Air force revises religion guidelines: Diverse interpretations of new rules
The U.S. Air Force has issued revised guidelines on religious expression, reiterating its official neutrality on matters of belief but making subtle changes in language that have drawn both criticism and praise from disparate groups.
Religious activists gave diverse interpretations of whether and how the guidelines address some of the most controversial issues, such as whether Christian chaplains can evangelize and say public prayers “in Jesus’ name,” as many are accustomed to doing.
“We will respect the rights of chaplains to adhere to the tenets of their religious faiths and they will not be required to participate in religious activities, including public prayer, inconsistent with their faiths,” the new document reads.
Reduced from four pages to one, the latest “interim” guidelines were released February 9 after the air force received feedback on a previous version issued in August. Air force officials said they heard from religious groups, members of Congress and others and interviewed 500 air force personnel.
Critics of the latest version range from the head of an evangelical organization that endorses chaplains to Americans United for Separation of Church and State. On the other hand, Focus on the Family, a conservative Christian group, and a more liberal Reform Jewish organization praised the changes.
Rabbi David Saperstein, director of the Washington-based Religious Action Center of Reform Judaism, said he thinks the latest language permits chaplains to pray naming the divinity of their choice, “but they’re not going to be invited to do that with broad, inclusive groups.” He said that the guidelines achieve an “appropriate balance” for those in the military service, protecting the free-exercise rights of both chaplains and the uniformed men and women in the air force.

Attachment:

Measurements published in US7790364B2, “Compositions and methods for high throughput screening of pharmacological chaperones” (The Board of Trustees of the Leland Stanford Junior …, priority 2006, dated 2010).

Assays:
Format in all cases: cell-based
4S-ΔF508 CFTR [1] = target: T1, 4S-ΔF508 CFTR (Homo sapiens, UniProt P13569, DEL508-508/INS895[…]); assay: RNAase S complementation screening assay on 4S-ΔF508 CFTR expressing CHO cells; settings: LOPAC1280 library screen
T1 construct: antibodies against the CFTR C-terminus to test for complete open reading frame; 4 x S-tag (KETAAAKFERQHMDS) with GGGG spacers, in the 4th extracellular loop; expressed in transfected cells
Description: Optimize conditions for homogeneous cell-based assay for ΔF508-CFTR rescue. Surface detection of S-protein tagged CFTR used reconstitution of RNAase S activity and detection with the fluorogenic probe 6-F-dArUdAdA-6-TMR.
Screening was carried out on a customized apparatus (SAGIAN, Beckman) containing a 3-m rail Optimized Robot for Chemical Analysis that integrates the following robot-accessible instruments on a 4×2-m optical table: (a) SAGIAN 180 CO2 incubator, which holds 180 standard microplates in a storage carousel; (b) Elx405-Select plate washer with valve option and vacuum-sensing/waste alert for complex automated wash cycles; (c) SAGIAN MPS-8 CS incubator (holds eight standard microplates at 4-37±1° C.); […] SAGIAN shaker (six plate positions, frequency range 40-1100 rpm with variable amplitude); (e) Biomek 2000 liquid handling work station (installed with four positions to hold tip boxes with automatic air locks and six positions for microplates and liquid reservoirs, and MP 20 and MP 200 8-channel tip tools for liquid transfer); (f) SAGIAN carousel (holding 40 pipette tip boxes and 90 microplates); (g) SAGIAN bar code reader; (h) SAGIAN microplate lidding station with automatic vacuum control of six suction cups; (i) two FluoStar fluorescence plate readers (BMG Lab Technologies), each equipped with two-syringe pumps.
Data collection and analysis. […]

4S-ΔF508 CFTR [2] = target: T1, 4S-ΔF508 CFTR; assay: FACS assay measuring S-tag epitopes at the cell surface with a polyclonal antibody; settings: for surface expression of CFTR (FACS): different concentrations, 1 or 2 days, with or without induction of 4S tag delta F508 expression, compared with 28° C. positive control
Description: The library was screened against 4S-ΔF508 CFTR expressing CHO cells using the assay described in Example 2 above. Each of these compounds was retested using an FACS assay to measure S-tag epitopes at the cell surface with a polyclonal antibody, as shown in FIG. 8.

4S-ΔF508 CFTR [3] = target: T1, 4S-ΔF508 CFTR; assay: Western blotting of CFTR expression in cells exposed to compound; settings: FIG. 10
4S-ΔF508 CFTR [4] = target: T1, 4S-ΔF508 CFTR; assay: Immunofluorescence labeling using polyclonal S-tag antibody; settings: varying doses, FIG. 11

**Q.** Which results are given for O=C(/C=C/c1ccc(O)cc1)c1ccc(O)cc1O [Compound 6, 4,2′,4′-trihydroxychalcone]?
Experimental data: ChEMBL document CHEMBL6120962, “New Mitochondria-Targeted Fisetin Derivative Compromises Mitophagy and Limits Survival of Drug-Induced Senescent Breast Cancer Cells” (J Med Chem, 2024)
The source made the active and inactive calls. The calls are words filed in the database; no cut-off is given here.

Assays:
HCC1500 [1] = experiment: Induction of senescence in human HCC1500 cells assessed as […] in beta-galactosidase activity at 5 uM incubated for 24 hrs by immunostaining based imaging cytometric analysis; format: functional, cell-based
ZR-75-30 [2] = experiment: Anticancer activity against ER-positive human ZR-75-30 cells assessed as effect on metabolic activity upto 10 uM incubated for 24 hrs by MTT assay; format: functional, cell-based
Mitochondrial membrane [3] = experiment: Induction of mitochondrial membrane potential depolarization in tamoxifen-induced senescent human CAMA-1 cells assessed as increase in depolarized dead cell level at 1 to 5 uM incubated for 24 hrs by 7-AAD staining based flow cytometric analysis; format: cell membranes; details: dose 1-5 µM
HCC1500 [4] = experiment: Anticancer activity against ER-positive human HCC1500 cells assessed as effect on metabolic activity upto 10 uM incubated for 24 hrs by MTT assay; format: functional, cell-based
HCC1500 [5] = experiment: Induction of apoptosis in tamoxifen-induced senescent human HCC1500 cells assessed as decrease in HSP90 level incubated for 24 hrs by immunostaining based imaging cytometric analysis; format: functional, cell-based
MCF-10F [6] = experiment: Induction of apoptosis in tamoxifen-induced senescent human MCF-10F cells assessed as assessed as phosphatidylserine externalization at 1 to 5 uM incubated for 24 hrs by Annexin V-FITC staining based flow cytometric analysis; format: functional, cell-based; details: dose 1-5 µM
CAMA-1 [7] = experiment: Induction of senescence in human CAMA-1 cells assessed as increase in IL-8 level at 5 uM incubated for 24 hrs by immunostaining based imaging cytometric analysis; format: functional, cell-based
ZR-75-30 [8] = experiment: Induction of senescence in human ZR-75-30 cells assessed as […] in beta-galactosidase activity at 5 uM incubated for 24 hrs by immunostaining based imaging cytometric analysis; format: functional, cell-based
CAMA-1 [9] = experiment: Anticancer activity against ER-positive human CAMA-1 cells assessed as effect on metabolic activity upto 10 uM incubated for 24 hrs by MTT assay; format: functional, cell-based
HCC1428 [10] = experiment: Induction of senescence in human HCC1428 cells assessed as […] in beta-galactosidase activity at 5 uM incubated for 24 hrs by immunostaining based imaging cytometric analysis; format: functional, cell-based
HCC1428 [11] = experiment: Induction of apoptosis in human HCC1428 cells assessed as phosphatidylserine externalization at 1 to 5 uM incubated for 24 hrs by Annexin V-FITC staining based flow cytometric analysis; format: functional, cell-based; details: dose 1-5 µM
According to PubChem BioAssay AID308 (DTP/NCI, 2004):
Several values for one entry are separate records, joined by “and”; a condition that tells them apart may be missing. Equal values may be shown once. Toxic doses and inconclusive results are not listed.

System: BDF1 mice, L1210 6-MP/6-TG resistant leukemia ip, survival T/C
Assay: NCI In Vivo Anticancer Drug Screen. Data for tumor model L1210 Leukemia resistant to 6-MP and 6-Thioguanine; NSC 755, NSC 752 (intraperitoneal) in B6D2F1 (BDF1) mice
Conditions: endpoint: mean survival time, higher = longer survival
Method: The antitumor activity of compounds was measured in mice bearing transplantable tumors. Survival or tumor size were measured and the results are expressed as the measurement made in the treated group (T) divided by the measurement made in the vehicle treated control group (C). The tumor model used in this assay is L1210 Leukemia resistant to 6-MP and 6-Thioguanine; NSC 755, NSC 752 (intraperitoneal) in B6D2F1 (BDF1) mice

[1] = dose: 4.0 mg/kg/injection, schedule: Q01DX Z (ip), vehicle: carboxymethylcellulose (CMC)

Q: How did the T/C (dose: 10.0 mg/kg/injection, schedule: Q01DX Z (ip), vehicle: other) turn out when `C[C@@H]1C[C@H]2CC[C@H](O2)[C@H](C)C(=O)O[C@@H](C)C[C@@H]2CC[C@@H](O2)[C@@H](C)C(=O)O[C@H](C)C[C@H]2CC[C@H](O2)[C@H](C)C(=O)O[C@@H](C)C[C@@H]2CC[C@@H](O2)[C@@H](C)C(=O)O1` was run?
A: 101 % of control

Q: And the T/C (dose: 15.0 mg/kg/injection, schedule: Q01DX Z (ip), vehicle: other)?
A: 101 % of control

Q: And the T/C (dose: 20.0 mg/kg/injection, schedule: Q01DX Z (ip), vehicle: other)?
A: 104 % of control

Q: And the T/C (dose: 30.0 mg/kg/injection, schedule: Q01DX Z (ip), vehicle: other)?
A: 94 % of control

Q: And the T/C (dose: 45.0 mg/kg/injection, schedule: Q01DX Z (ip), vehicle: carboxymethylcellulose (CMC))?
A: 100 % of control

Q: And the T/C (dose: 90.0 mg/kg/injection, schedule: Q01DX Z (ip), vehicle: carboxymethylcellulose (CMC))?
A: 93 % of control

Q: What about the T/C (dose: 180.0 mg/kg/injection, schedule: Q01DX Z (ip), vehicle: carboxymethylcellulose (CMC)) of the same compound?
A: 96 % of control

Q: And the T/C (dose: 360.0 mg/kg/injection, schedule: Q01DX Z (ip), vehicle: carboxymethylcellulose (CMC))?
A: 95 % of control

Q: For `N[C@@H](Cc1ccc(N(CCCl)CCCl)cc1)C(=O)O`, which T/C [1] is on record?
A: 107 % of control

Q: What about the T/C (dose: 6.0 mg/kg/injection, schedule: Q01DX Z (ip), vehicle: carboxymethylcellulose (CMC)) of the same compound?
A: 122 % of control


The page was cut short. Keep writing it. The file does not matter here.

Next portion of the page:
But Barry Lynn, executive director of Washington-based Americans United for Separation of Church and State, said the new guidelines no longer address the rights of people of minority faiths or of nonbelievers.
Although the one-page document refers to respect for chaplains’ religious rights, Lynn said, “it is shocking that there is no similar provision for regular air force personnel who do not wish to participate in prayer or other religious activities.”
Tom Minnery, senior vice president of government and public policy for Focus on the Family, applauded the latest rules, saying that they would “bring an end to the frontal assault on the air force by secularists who would make the military a wasteland of relativism.” –Religion News Service